HOFFMAN: Which was a bad choice –

MARTIN: When Oberyn stands for him he thinks he has a better chance there. And he has gotten off...

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The Law of the Game of Thrones

In 2007, I did an interview with GRRM as a part of CoOp’s then vibrant “Law and Hard Fantasy” series.  (Yes, I know I’ve let it drop for half-a-decade, but new interviews are now coming out.)

Given the new-found fame of the Game of Thrones, I decided to have the interview transcribed for those of you who don’t want to listen.  Thanks to Temple’s Danielle Pinol who did the work.  I’m going to provide the transcript in three parts.  Here’s part I, about the roots of sovereign power in Westeros.  Part II talks about lawyers and magic. Part III will talk about fantasy literature more generally.

 

DAVID HOFFMAN: Today’s edition of Law Talk is unique in two respects: first I’m obviously not Nate Oman your usual host, I’m instead Dave Hoffman a law professor at the Temple University’s Beasley School of Law and with Nate, a blogger with Concurring Opinions. Today’s guest is distinct as well. George R.R. Martin is not a law professor, but instead a best-selling author of fantasy books including the renowned multi-volume work, “A Song of Ice and Fire.” The most recent book in that series, “A Feast for Crows,” was a New York Times #1 best seller. Martin is currently hard at work on the series’ next book, “A Dance for Dragons.” George joined me today to talk about the relationship of fantasy to law, a topic I recently blogged about several times. Along the way, we also talked about the laws of inheritance, copyright, and fan fiction; how to keep control over your work when it is filmed; remedies for breach of contract of sale in a magical world; and why most fantasy books seem to be set in England around the year 1400. I hope you enjoy it.  Ok well let’s get started, in some interviews you’ve suggested or other people have suggested that your books are fantasy for folks that don’t like fantasy. What does that mean?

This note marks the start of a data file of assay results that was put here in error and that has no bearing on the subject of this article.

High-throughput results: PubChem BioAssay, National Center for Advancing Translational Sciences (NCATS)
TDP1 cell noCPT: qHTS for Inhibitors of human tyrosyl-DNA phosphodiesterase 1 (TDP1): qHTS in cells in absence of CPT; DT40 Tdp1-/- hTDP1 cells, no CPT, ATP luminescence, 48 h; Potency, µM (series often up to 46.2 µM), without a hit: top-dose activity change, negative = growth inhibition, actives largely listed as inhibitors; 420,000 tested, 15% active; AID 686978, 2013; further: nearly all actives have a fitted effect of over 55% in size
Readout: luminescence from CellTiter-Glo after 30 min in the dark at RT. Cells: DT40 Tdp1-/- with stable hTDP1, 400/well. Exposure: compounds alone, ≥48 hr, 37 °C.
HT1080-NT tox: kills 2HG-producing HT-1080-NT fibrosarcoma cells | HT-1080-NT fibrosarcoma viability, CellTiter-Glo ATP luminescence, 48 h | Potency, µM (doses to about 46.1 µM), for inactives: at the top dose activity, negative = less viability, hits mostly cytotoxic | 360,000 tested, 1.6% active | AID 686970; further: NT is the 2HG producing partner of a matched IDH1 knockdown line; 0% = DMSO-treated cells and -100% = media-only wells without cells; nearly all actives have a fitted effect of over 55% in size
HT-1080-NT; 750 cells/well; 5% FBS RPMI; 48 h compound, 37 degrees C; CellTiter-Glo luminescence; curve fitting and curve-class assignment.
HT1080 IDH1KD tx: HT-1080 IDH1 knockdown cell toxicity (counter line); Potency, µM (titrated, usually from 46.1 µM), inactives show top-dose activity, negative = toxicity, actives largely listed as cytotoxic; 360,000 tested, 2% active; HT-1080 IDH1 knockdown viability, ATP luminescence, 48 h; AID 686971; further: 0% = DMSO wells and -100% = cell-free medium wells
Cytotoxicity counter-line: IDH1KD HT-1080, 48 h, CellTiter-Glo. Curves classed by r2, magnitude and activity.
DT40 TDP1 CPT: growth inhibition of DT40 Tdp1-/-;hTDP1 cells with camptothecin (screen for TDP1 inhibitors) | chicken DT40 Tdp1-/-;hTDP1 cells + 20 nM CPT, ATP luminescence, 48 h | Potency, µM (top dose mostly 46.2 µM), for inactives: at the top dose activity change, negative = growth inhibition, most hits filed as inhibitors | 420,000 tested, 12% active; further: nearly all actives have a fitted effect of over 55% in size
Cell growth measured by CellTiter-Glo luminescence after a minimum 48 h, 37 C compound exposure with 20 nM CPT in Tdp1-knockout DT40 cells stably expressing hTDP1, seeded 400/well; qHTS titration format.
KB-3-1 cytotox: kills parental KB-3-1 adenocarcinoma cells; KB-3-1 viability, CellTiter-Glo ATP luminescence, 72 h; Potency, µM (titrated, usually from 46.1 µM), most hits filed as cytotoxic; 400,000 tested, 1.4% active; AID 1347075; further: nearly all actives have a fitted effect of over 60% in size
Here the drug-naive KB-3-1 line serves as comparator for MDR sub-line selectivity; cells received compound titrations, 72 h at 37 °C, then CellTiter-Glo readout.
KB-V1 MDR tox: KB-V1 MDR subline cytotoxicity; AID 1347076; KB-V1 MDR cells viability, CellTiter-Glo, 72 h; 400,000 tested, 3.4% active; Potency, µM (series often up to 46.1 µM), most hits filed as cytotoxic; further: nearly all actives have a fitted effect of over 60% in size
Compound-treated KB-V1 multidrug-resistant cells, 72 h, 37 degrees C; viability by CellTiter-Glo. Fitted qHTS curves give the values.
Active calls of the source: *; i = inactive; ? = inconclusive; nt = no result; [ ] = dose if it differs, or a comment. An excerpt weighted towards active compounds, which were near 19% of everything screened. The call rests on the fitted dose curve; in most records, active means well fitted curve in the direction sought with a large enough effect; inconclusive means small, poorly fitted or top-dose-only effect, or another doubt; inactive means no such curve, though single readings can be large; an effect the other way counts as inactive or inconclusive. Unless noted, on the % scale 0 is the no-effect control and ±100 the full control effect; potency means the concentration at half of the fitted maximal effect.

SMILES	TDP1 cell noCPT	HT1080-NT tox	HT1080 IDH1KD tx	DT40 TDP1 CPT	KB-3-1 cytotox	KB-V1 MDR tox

GEORGE R.R. MARTIN: Well, that’s a marketing slogan but there’s a certain element of truth to that. I do get a numbers of fans who write me and say they enjoy my books but they’re not normally fantasy readers. One of the things I attempted to do when I started a Song of Ice and Fire these many years ago was to give as much of a flavor of historical fiction as of fantasy. And I think to the extent I’ve succeeded in that the books are attracting some people who prefer historical fiction to fantasy for whatever reason. I also wanted to make it a little grittier and more realistic than a lot of the fantasy that was out there at the time.